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March Madness

“We’re not sure how it happened,” reflected sustainability educator Ginny Johnson, “but all of a sudden we had multiple tree planting projects filling our calendar like our own version of March Madness.”  In the space of 3 fast-paced weeks, Boxerwood & friends knocked out four big projects that put 244 new trees into Rockbridge soil. Buttonbush, sycamore, river birch and more: 156 folks picked up their shovels to make it happen, almost all of them between the ages of 12 and 22. 


“Early spring is a perfect time for planting trees,” noted Boxerwood volunteer coordinator Karen Stanley, also former VDOF forester. “It’s before leaf-out, so less stress for the transplants.” The month of March also coincides with the school-preferred time for environmental service projects: not too early, when it’s cold, and not too late, when schools are busy with end-of-year testing. 


March 2024 was the busiest Boxerwood tree planting season yet. The season kicked off with an all-day 103-tree planting along Union Run, in collaboration with the Chesapeake Bay Foundation (CBF). In this partnership, CBF provided trees and technical assistance while Boxerwood recruited, trained, and supervised the volunteers who put the trees in the ground. As it turned out, two teachers from Rockbridge County HS had been looking for a hands-on project for their 60 environmental science students … and the rest is history. 


“The teens had been studying about watershed protection and climate change in class.” said Ginny. “They were able to put their knowledge into action with this project, plus they got to meet CBF professionals for career connections.”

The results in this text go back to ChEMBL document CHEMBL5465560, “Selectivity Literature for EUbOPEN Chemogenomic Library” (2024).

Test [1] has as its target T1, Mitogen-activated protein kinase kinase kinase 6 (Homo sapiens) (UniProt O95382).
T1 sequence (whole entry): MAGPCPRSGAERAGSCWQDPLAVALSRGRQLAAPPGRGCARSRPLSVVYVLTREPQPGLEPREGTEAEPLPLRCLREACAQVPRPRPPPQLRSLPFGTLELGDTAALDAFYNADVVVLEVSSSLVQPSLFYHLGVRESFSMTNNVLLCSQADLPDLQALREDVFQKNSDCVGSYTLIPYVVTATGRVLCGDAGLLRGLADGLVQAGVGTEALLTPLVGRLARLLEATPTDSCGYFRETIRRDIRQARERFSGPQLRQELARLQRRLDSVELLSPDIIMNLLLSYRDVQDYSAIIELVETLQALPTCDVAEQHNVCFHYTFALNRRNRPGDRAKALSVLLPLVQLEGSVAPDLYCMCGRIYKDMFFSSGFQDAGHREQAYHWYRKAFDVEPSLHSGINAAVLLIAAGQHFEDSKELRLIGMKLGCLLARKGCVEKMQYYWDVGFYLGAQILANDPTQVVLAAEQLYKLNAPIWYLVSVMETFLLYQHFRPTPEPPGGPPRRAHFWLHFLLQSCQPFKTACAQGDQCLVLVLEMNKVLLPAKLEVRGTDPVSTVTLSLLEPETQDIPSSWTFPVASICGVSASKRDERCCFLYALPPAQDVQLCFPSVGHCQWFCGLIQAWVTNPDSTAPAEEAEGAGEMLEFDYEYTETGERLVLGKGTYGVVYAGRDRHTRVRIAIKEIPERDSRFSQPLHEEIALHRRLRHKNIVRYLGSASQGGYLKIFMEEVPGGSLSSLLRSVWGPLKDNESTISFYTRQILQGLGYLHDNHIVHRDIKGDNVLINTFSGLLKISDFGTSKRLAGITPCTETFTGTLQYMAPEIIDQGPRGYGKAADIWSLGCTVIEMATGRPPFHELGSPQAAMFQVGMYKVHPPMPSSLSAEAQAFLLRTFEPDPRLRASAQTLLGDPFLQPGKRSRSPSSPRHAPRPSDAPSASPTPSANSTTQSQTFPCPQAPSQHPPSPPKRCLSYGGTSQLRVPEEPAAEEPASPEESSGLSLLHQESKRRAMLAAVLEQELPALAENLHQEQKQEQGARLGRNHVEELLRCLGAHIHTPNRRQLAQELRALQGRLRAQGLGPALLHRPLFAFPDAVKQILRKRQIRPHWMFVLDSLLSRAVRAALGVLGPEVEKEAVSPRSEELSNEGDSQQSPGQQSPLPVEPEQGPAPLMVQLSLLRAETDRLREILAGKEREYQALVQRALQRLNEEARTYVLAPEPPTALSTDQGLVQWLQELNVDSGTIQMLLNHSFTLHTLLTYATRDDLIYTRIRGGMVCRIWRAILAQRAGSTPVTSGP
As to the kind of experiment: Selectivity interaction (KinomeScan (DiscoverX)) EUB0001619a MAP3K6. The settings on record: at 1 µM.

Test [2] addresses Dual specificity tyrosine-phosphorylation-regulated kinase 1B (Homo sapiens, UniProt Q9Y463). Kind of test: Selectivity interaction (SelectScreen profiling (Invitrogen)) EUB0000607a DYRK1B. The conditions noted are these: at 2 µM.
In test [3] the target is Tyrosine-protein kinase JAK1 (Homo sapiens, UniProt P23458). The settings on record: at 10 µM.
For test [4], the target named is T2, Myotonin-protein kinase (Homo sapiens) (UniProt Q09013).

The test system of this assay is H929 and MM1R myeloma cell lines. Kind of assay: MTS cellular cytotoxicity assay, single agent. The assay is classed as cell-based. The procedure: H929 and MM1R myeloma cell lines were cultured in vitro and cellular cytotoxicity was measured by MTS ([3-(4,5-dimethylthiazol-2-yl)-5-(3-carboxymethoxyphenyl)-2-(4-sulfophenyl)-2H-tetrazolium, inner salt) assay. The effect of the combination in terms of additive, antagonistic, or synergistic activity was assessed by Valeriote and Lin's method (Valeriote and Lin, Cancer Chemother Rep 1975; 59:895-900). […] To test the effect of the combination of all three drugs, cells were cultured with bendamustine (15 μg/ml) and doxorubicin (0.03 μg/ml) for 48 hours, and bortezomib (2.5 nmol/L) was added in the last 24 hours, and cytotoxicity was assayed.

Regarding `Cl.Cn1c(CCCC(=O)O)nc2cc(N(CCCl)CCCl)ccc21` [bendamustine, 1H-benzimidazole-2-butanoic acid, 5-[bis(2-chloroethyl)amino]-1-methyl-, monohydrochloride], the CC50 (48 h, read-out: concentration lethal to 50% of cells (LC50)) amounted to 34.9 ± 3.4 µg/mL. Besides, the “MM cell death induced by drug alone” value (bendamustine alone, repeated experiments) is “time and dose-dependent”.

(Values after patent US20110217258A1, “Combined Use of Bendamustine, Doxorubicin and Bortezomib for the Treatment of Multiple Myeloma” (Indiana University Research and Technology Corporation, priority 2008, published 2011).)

A second major planting occurred a week later as part of a habitat creation project at a pond site located just outside Lexington. Property owners were keen to plant more trees for wildlife and began collaborating with Boxerwood last fall on a plan. Since the site is within walking distance from Maury River MS, Boxerwood led several groups of afterschool students to the site last December. The groups planted several dozen trees, but there were hundreds to go.


Happily, additional help arrived this spring from an unexpected source. Out of the blue, sponsors of the junior honor societies at both Lylburn Downing MS and Maury River MS contacted Boxerwood. “They were looking for an outdoor service project where students from both schools could help the community while also getting to know each other prior to high school. Planting trees at the pond fit the bill!,” said Ginny. 


More than 65 students turned out on Friday, March 22 to get the job done. “There was a morning shift and an afternoon shift,” she explained, with students assisted by Boxerwood, their teachers, parent volunteers, and several hardy volunteers from the Green Hills Garden Club. 


“This was our largest planting of the season,” said Ginny, explaining the students planted in small teams that also helped build social connections. “The kids worked hard, and they loved it.  One boy told us he could have kept planting trees all day long!,” she said. The trees for this project arrived in pots from two grow-out nurseries, part of existing tree stock created by children in Boxerwood’s county-wide gr. 4 “Growing Native” program.